However, I told Kono that in the history of our people there are many heroic subjects which ought to inspire him, therefore instead of going back to mythology, he should compose something beautiful and purely Albanian, beautiful and inspiring not only to our own people, but also to people outside the borders of Albania. He gave me his word and I believe that he will keep it.

On the other hand, some days ago I read in the paper that our ballet ensemble, in preparing performances for the people, had not found any subject other than Strauss waltzes, arranged in a special composition, allegedly with a theme of proletarian morality, that has nothing to do with the crazy epoch of these waltzes. What are the Strauss waltzes? An excitant, the expression of an epoch, a symptom of the transformation of the society existing at the end of the 19th century. This coincides with the decline of a regime of unrestrained luxury for the bourgeoisie, an epoch of pleasure-seeking, and which is always a disturbed epoch – the ‘Blue Danube’ is not blue, but turbid if we analyse the social and political situation of the time when that waltz was composed. But the music is beautiful. This is an undeniable fact, and I am not against putting this and other waltzes on the radio, but for our producers, together with the ballet ensemble; to work for months on end to elaborate a performance with these waltzes, this is of no benefit politically in the education of the masses. hence is useless effort.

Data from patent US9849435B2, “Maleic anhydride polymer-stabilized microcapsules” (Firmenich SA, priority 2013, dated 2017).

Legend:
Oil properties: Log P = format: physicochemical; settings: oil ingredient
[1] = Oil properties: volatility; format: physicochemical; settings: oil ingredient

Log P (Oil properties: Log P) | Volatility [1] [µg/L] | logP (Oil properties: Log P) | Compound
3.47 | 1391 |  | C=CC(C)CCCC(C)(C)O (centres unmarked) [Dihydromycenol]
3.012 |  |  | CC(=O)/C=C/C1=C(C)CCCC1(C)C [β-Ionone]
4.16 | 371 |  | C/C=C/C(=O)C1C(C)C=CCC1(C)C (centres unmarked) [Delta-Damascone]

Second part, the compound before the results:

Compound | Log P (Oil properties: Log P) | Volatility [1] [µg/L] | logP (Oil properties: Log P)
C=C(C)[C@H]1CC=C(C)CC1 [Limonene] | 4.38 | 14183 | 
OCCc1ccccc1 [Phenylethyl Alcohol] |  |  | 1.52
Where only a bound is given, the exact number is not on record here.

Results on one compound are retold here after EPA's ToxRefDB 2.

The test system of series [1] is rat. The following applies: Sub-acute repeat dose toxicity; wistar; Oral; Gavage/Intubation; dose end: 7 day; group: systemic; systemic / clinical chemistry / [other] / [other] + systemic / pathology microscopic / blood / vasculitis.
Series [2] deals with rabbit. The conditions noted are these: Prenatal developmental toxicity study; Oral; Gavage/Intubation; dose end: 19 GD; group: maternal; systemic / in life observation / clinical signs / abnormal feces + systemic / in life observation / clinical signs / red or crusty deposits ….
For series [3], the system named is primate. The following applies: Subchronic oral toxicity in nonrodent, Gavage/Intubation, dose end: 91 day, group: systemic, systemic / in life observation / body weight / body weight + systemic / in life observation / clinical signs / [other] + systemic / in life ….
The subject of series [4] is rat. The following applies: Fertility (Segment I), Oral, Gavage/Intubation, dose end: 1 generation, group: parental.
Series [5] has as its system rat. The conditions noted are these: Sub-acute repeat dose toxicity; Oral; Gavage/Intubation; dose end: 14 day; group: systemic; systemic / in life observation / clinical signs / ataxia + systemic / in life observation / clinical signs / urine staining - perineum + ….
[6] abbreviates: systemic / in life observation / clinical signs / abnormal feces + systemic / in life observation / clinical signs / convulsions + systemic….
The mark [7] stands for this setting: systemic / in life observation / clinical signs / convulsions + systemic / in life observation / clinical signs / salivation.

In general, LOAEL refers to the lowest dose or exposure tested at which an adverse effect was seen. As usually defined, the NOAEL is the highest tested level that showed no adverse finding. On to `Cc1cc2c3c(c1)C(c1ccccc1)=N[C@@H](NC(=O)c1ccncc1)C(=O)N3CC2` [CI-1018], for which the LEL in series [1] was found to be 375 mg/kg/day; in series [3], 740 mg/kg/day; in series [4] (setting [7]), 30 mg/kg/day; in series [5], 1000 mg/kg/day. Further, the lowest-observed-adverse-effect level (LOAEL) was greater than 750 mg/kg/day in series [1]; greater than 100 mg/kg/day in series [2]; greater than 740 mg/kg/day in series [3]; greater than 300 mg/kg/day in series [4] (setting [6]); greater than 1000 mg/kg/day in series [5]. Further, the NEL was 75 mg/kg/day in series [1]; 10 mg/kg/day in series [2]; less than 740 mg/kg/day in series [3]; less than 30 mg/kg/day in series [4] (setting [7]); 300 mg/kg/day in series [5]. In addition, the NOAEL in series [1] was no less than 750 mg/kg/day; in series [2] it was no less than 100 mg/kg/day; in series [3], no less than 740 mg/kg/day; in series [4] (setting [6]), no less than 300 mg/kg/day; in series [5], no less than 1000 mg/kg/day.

Why do our people need this ballet? What inspiration does it bring them? None at all, I would say.

On this occasion, we must face the question of how we should study and utilize the experience of the foreign world in the fields of literature and music, the fine arts, theatre and cinematography.

Should we profit from world experience in these directions? It would not be Marxist if we were to say no, but it would also be anti-Marxist if we were to become slaves to it and gulp down everything the foreigners have produced, without a thorough critical analysis and a proper classification.

Every work, of every genre and period, has its good .aspects and also has its bad ones. We must choose what is good. Each of these good aspects has its own technique, ideas, art of expression, sound, etc. But should we take these and adopt them en bloc, with the passion and feelings that do not recognize reason, that. do not recognize the epoch, the social situation, the ideas, tastes, and inclinations of people and their struggle and efforts? This, of course, would be a great and very dangerous absurdity.